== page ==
SANTA FE, NM.-(EFE) Chicana artist Cristina Acosta has turned to sacred art as a means of exploring her religious and cultural heritage, incorporating aspects of her life, beliefs and family history into Madonna retablos.
"The tradition of the retablo (devotional image) reflects both the past and the present," said the artist, whose works are now on display as part of an exhibit of contemporary retablos at this southwestern U.S. city's El Museo Cultural.
The word "retablo" in Spanish dates back to the Renaissance and Baroque era and was used to refer to large screens that were placed behind altars in churches and were decorated with paintings, carvings, and sculptures.
These large altar screens then became prevalent in colonial Latin America as well, and by the 19th century oil-on-tin retablo paintings of Christ, the Virgin, and saints were commonly produced by amateur artists for devotional use in the home.
However, in parts of the southwestern United States, such as New Mexico and Colorado, retablos passed beyond the realm of sacred art into that of folklore.
Acosta said there are two types of retablos, one belonging to the tradition of Catholic saints and the other to that of "ex-votos," or offerings of gratitude.
She says the first group is similar to the concept of icon painting in Byzantine art, in which the figures of saints or the Holy Family are painted in accordance with strict liturgical rules that define how the main figure should be portrayed.
"The counterpoint to that tradition is the ex-voto retablo, for which there are no rules but rather (the artist) creates a personal vision to give thanks for a blessing (received) or when a petition was heard," she said.
It is within this folk tradition that her art is rooted.
Acosta said her retablos have served as a medium for meditating on her family heritage, her Latino identity and her role as a woman and an artist.
"My retablos are strictly related to my life, my Latina-Chicana cultural heritage in the southwestern U.S. and my personal opinions and life experiences," she said.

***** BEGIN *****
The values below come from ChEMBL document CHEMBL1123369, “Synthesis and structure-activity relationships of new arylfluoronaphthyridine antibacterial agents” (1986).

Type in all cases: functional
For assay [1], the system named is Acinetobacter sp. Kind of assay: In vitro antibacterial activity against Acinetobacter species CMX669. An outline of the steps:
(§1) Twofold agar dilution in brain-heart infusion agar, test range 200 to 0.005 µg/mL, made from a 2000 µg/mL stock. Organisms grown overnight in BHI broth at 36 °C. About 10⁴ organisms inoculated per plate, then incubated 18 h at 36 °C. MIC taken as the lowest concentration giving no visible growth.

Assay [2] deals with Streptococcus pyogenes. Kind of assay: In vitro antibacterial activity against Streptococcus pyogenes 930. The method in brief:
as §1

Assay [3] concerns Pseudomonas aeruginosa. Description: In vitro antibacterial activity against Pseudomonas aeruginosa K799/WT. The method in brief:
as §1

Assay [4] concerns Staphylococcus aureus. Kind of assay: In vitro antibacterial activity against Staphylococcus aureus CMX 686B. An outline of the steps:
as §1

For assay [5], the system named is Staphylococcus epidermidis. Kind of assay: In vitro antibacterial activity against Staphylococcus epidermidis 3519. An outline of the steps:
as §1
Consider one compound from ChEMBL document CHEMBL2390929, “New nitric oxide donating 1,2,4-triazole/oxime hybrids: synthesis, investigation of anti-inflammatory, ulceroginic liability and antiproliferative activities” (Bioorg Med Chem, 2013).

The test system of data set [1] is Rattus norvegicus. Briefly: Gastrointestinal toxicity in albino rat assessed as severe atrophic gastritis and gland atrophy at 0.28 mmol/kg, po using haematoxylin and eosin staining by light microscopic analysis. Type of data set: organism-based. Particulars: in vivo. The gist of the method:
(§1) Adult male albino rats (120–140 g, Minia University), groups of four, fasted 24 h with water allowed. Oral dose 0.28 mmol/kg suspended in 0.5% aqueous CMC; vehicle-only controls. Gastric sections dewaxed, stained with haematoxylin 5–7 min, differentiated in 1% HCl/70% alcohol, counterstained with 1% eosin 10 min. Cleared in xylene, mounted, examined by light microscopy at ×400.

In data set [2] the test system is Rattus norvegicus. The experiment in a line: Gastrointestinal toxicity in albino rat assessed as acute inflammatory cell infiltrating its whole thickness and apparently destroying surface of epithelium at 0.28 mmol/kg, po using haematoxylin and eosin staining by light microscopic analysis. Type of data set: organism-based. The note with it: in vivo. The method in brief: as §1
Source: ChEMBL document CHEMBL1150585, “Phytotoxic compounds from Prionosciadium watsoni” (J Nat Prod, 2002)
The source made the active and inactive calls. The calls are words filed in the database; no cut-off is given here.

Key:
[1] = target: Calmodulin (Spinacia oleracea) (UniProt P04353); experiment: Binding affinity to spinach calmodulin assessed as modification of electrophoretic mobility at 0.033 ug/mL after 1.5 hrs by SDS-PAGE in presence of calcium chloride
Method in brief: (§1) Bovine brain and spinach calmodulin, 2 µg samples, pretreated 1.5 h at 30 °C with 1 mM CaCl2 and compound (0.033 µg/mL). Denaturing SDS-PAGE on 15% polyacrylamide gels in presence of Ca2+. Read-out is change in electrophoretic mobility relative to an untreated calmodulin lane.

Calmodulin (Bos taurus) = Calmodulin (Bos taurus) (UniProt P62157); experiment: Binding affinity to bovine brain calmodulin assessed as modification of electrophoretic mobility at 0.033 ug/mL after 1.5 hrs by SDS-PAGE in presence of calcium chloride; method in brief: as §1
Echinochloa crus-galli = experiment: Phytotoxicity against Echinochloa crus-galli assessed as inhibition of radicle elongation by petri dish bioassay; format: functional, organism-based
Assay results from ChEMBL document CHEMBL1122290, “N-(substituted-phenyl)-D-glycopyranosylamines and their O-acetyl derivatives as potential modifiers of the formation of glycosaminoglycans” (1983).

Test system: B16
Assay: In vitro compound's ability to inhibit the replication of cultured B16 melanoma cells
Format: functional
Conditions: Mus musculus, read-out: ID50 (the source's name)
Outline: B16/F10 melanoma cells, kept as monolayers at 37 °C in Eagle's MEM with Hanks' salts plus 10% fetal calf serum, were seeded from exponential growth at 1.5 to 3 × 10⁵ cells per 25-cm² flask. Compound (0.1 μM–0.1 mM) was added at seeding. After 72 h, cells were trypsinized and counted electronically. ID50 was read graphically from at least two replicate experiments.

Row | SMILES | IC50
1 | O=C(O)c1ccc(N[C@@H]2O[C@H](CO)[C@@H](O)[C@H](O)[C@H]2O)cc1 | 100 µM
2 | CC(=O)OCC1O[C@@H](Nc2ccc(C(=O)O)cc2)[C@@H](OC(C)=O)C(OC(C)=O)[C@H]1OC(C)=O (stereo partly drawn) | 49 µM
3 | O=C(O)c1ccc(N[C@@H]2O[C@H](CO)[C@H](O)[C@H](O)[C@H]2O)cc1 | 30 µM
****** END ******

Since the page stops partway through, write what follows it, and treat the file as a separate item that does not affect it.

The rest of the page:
Acosta, who now lives in Oregon, grew up in a Catholic family - the daughter of an Anglo-American mother and a Mexican-American father - in southern California and attributes that upbringing to the prevalence of religious images in her art, but she says her art is not dogmatic and merely depicts her cultural heritage.
"This (ex-voto) form of retablo gives me the opportunity to connect with the religion of my childhood without having to struggle with dogmatic questions that do not always correspond with who I am now," she said.
Her Madonna retablos focus not so much on the Catholic figure of the mother but rather on the creative energy the Virgin evokes.
"When I work, I don't think about challenging religious thought or stereotypes, but I think the result of certain images does tend to run contrary to those traditions," Acosta said.
The artist pointed to her "La Conquistadora" (Our Lady of the Conquest) painting, which blends indigenous, ancient female images and concepts with the Catholic image of Mary.
Acosta also incorporates material in her work that alludes to her family history.
"My ancestors were well-known goldsmiths and silversmiths," said Acosta, whose paternal great-grandparents were descendants of the original Spanish settlers who founded cities and villages throughout New Mexico.
"That's why in my work I mix in gold, silver and copper metals into my oil paintings, (to) evoke the presence of those ancestors."
Acosta said the idea for the series of Madonna retablos displayed in the Santa Fe exhibit first came to her 20 years ago as dream images.
"The dreams began during my pregnancy," she said. "During that period I dreamed that I was a woman who was traveling north, crossing dusty plains and streams behind a ox-cart."
Acosta calls them her "Maria dreams," as that is how she remembers being called when those mental images and emotions came to her while asleep.
"The search for the meaning of those dreams eventually led me back to New Mexico, the land of my ancestors," Acosta said. EFE